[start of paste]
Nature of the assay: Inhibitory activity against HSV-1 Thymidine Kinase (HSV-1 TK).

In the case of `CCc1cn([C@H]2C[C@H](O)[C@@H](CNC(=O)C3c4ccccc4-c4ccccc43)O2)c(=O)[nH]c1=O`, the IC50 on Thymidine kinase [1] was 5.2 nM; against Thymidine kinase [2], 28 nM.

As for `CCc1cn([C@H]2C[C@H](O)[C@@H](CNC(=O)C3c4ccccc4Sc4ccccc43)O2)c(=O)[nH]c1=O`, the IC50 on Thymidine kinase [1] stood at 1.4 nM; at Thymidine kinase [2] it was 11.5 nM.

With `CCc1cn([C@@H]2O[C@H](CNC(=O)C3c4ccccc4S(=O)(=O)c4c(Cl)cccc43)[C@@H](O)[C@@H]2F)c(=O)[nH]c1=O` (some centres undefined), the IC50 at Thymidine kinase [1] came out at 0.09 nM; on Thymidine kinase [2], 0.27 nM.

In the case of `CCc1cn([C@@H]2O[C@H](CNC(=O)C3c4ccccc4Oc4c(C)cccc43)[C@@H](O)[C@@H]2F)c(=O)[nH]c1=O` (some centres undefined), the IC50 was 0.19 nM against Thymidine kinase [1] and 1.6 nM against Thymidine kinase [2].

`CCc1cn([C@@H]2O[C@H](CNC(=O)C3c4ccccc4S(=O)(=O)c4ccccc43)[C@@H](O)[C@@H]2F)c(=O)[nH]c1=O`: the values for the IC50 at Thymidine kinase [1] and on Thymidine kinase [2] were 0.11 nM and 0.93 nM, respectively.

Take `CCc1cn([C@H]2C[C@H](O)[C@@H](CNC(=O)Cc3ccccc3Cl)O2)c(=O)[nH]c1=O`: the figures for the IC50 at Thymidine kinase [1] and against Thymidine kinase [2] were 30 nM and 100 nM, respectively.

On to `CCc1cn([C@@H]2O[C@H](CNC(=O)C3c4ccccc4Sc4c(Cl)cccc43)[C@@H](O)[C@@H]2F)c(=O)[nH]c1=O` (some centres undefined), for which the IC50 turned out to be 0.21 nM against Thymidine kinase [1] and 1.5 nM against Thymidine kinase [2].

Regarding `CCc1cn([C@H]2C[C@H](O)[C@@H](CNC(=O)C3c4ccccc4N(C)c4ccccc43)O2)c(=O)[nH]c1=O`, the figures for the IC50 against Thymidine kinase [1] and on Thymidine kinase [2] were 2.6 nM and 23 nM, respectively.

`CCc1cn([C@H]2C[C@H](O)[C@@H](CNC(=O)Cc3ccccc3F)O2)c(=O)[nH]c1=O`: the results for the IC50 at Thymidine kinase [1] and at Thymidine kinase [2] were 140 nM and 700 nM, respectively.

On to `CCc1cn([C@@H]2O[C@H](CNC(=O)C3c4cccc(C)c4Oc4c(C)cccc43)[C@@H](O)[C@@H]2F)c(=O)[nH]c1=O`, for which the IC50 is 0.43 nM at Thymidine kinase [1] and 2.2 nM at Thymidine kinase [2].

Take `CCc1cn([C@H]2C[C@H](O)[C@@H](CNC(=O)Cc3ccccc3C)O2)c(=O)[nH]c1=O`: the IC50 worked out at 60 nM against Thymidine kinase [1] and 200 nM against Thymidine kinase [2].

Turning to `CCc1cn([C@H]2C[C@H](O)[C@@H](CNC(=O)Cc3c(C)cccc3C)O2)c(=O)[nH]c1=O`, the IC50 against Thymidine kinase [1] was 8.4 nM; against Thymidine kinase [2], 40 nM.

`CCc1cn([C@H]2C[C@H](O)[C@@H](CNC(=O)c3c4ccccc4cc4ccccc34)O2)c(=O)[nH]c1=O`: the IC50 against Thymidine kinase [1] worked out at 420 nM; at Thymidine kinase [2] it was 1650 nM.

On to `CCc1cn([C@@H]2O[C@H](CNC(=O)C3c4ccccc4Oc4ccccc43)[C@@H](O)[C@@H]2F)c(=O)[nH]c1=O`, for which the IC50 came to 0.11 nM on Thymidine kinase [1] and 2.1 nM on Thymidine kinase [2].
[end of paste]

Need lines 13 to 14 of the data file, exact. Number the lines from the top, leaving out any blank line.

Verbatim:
Turning to `CCc1cn([C@H]2C[C@H](O)[C@@H](CNC(=O)Cc3c(C)cccc3C)O2)c(=O)[nH]c1=O`, the IC50 against Thymidine kinase [1] was 8.4 nM; against Thymidine kinase [2], 40 nM.

`CCc1cn([C@H]2C[C@H](O)[C@@H](CNC(=O)c3c4ccccc4cc4ccccc34)O2)c(=O)[nH]c1=O`: the IC50 against Thymidine kinase [1] worked out at 420 nM; at Thymidine kinase [2] it was 1650 nM.